LAS VEGAS (AP) — No criminal charges will be filed against a police officer who shot and killed an unarmed, disabled Gulf War veteran who refused to get out of his car in December 2011, the district attorney in Las Vegas said Thursday.
Officer Jesus Arevalo opened fire with an assault-style rifle believing that officers were under fire following a standoff with Stanley LaVon Gibson that lasted for more than an hour in an apartment complex parking lot.
In fact, what Arevalo heard was another officer firing a beanbag shotgun to break a side window of Gibson's vehicle, which was pinned between two police cruisers. Police had planned to inject pepper spray inside to force Gibson, to surrender.
"Mr. Gibson's death was especially tragic because there were so many missed opportunities to get him the help he so obviously needed," Clark County District Attorney Steve Wolfson said in a statement accompanying his 21-page report
"The Nevada Supreme Court makes it perfectly clear that the mere perception of danger, as opposed to actual danger, is sufficient to warrant a killing in self-defense," he said.
The decision not to prosecute followed a grand jury decision last year not to indict officers in the shooting, and referred to information made public in a February proceeding that replaced formal coroner's inquests of police slaying cases. Police had multiple contacts with Gibson, who suffered from severe anxiety and depression, in the 36 hours before the fatal encounter.
Gibson, 43, was jailed once briefly on a resisting police charge, then found wandering in a busy street and taken to a Las Vegas hospital for a psychiatric evaluation. He was released from the hospital with instructions to check back two days later.
The district attorney also cited what he called a breakdown in communication between police officers at a chaotic scene where Gibson remained locked in his car, occasionally revving the engine and spinning the tires, sending acrid blue smoke billowing around the surrounding two-story apartment buildings while police ordered people off their balconies.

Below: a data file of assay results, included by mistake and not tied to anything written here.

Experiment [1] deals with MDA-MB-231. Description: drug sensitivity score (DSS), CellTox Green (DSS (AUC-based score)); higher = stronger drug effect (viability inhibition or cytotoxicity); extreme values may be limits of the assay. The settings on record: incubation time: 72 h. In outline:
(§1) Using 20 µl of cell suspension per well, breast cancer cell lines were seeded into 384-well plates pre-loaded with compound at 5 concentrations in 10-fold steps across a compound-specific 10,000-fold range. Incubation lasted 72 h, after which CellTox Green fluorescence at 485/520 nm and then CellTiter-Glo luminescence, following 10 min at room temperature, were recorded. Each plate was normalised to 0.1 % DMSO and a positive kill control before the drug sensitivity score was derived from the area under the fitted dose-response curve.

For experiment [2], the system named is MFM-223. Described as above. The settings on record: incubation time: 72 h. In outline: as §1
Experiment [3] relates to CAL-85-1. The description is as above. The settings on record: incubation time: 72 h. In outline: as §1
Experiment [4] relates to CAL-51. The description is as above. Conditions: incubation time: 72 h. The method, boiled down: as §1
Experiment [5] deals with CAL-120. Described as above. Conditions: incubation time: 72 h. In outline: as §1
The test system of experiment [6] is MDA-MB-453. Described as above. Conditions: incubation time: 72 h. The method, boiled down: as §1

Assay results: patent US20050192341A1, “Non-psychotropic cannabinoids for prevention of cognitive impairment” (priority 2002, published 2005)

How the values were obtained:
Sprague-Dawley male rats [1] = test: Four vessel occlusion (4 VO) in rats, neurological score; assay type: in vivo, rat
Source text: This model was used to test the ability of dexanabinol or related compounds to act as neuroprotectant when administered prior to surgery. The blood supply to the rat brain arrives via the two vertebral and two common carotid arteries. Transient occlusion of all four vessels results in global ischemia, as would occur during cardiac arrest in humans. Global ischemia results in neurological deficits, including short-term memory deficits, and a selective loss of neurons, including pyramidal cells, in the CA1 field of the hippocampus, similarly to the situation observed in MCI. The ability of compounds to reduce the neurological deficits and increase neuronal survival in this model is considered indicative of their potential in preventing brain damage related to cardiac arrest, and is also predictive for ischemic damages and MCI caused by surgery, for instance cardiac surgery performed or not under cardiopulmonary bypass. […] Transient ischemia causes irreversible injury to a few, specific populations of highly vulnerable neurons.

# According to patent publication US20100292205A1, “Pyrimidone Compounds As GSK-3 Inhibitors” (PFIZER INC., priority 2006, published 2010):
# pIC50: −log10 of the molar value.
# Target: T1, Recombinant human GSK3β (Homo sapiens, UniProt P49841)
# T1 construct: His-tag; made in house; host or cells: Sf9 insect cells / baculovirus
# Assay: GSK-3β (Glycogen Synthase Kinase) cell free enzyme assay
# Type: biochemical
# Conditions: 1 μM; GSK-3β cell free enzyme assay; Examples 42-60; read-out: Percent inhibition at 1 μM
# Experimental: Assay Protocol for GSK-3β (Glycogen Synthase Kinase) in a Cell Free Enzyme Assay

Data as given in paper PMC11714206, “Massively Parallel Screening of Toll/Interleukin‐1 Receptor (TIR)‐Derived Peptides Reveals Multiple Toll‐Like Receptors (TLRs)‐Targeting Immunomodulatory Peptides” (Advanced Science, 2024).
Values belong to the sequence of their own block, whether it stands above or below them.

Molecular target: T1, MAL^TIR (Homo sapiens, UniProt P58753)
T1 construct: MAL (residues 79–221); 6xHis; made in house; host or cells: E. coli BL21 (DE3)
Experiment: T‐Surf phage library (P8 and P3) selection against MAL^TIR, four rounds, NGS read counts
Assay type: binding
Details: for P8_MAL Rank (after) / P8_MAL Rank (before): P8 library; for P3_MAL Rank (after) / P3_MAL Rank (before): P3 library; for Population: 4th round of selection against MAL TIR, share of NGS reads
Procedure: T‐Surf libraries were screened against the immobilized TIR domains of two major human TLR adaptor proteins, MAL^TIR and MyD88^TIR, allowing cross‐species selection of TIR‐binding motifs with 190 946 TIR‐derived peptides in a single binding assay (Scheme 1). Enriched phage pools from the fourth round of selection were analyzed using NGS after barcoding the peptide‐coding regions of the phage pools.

"I believe that if the officers were presented with these same circumstances today we would have a different outcome," Wolfson said.
Attorney Cal Potter, who represents Gibson's widow, Rondha Gibson, in a federal lawsuit against Arevalo, the Las Vegas Metropolitan Police Department and several officers, said he never expected the district attorney would prosecute.
"When they come out with a formal report, it's always in defense of the police," Potter told The Associated Press. "I was always skeptical with the grand jury, the dog and pony show that used to be the coroner's inquest for the benefit of the press, and now news releases."
Potter derided Wolfson's finding that Arevalo fired his weapon in self-defense or the defense of others.
"Unfortunately, the facts won't go away," the attorney said. "This isn't a self-defense case. There were civil rights violations. The only justice that's going to come is in the federal courthouse, when we bring witnesses to show what actually occurred."
Wolfson said he believed Las Vegas police have made needed policy and training changes after intense criticism of Gibson's killing, which came at a time the department was being accused of too quickly and too often relying on deadly force.
The American Civil Liberties Union of Nevada and National Association for the Advancement of Colored People called for a federal Justice Department investigation. Instead, officials from the federal Community Oriented Policing Services program conducted a review of departmental policies.
They issued a report last November calling for an "organizational transformation" to train officers to resolve crisis situations without firearms. The COPS report also recommended that every officer and sergeant undergo de-escalation training in the use of non-lethal verbal commands, pepper spray, "beanbag" shotgun rounds and Tasers before resorting to handguns, shotguns or military-style assault rifles.
A police spokesman, Officer Bill Cassell, said Thursday that department administrators "respect the process and appreciate the extensive review and all the deliberation that went into" Wolfson's decision.
"We now as a department can go forward with the internal use-of-force review of this incident," Cassell said.
Arevalo has been on paid administrative leave since the shooting. His representatives with the Las Vegas Police Protective Association didn't immediately respond to messages.
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